"We have more work to do, but I will always stand with women to protect and defend their long-recognized, constitutional right under Roe v. Wade," Biden said.
On Twitter, Democratic Sen. Elizabeth Warren called the court's decision on the Texas law, also known as senate Bill 8 (S.B. 8), "outrageous."
While SCOTUS has allowed challenges to SB 8 to proceed, it's outrageous that the Court has again decided not to block Texas' unconstitutional abortion ban. More Texans are harmed every day this law is allowed to stand. The Senate must pass the Women's Health Protection Act.—@SenWarren
Wave of state laws
The measure is one of a series of restrictive Republican-backed abortion laws pursued in states in recent years.
Republican Texas Attorney General Ken Paxton, who defended the law, welcomed the justices leaving it in place, promising on Twitter to defend it and "FIGHT FOR LIFE!!!"
"We celebrate that the Texas Heartbeat Act will remain in effect, saving the lives of unborn children and protecting mothers while litigation continues in lower courts," added Marjorie Dannenfelser, president of the Susan B. Anthony List, a group opposing abortion.
The ruling stated that a narrow lawsuit is allowed under a 1908 Supreme Court precedent that said state laws can be challenged in federal court by suing state officials.
Texas had sought to exploit a loophole in the 1908 ruling by saying no state officials could enforce the law. The Supreme Court said challengers could pursue their case by naming state licensing officials including members of the Texas Medical Board and Texas Board of Nursing as defendants.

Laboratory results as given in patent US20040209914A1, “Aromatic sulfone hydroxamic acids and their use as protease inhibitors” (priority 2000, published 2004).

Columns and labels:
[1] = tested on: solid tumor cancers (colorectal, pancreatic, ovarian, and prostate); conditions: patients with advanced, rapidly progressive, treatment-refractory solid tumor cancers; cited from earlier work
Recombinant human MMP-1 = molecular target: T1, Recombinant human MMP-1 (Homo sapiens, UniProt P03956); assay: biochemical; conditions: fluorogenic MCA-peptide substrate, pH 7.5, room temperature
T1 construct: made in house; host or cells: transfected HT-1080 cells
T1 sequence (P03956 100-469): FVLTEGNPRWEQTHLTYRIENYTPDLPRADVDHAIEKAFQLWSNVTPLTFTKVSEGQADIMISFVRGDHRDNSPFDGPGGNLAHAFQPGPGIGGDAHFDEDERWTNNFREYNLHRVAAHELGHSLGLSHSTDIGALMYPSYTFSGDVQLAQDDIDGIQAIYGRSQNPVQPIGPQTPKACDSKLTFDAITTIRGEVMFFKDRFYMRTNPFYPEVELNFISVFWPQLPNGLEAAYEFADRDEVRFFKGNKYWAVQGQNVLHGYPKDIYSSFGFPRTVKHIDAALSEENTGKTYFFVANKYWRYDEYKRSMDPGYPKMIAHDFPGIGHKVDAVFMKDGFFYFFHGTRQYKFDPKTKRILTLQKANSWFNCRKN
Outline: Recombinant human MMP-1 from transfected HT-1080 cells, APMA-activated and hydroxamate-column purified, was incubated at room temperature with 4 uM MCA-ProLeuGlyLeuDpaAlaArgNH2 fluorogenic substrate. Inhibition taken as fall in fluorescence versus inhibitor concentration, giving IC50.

The lone dissenter, conservative Justice Clarence Thomas, favoured tossing the lawsuit.
Abortion rights advocates said being able to sue only the licensing officials may not allow for fully blocking the law. A five-justice majority ruled that neither state court clerks nor the Texas attorney general could be sued as the lead plaintiff, Whole Woman's Health, sought. Conservative Chief Justice John Roberts and the court's three liberals disagreed, saying those officials should be considered proper defendants.
Roberts criticized the law as specifically designed to "nullify" the Supreme Court's abortion precedents, effectively denying women a constitutional right.
"The nature of the federal right infringed does not matter; it is the role of the Supreme Court in our constitutional system that is at stake," Roberts wrote.
Liberal Justice Sonia Sotomayor blasted the court for failing to "put an end to this madness" and warning that other states could try to copy the Texas enforcement mechanism.
"The court thus betrays not only the citizens of Texas but also our constitutional system of government," Sotomayor wrote in an opinion joined by the two other liberal justices.
The case now returns to U.S. District Judge Robert Pitman.
Separately, a state court judge ruled on Thursday that the law violates the Texas constitution with its private-enforcement mechanism.
With files from The Associated Press